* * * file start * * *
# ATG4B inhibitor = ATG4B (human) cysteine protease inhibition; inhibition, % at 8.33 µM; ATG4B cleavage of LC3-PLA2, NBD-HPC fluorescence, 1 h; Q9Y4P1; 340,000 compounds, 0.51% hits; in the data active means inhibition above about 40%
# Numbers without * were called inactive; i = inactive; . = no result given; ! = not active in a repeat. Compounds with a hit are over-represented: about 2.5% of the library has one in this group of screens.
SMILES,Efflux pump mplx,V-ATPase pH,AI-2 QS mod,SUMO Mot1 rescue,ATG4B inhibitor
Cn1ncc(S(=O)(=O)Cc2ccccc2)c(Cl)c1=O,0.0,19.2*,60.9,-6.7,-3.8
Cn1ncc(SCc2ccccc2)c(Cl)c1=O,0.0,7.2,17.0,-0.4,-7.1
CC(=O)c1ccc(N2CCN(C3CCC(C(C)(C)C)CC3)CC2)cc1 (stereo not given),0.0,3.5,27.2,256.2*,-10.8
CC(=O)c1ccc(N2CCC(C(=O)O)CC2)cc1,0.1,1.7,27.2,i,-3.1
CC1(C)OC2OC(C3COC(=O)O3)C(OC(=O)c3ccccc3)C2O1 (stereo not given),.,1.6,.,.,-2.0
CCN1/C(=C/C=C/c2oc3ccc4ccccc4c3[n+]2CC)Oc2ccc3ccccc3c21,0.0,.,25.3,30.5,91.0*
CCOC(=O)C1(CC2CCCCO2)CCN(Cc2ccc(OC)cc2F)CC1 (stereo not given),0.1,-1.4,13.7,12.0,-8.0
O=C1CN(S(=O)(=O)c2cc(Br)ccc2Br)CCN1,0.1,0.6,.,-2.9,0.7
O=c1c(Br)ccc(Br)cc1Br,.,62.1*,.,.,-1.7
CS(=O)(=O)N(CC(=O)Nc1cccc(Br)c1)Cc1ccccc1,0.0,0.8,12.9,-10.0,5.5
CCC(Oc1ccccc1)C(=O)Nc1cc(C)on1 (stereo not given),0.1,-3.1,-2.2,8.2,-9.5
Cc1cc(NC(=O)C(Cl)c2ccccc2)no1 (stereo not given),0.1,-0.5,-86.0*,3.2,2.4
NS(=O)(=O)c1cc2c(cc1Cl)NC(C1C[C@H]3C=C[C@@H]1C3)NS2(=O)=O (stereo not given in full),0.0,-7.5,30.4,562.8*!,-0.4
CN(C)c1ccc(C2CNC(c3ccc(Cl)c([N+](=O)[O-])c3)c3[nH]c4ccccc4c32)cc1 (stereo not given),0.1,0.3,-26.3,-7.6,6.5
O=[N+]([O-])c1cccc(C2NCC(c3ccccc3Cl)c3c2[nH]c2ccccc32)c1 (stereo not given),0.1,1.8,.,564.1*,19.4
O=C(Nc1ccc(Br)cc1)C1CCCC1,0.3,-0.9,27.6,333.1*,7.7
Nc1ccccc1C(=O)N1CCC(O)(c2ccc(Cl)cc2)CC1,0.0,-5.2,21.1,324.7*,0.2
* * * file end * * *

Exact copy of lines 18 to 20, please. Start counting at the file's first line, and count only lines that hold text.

O=[N+]([O-])c1cccc(C2NCC(c3ccccc3Cl)c3c2[nH]c2ccccc32)c1 (stereo not given),0.1,1.8,.,564.1*,19.4
O=C(Nc1ccc(Br)cc1)C1CCCC1,0.3,-0.9,27.6,333.1*,7.7
Nc1ccccc1C(=O)N1CCC(O)(c2ccc(Cl)cc2)CC1,0.0,-5.2,21.1,324.7*,0.2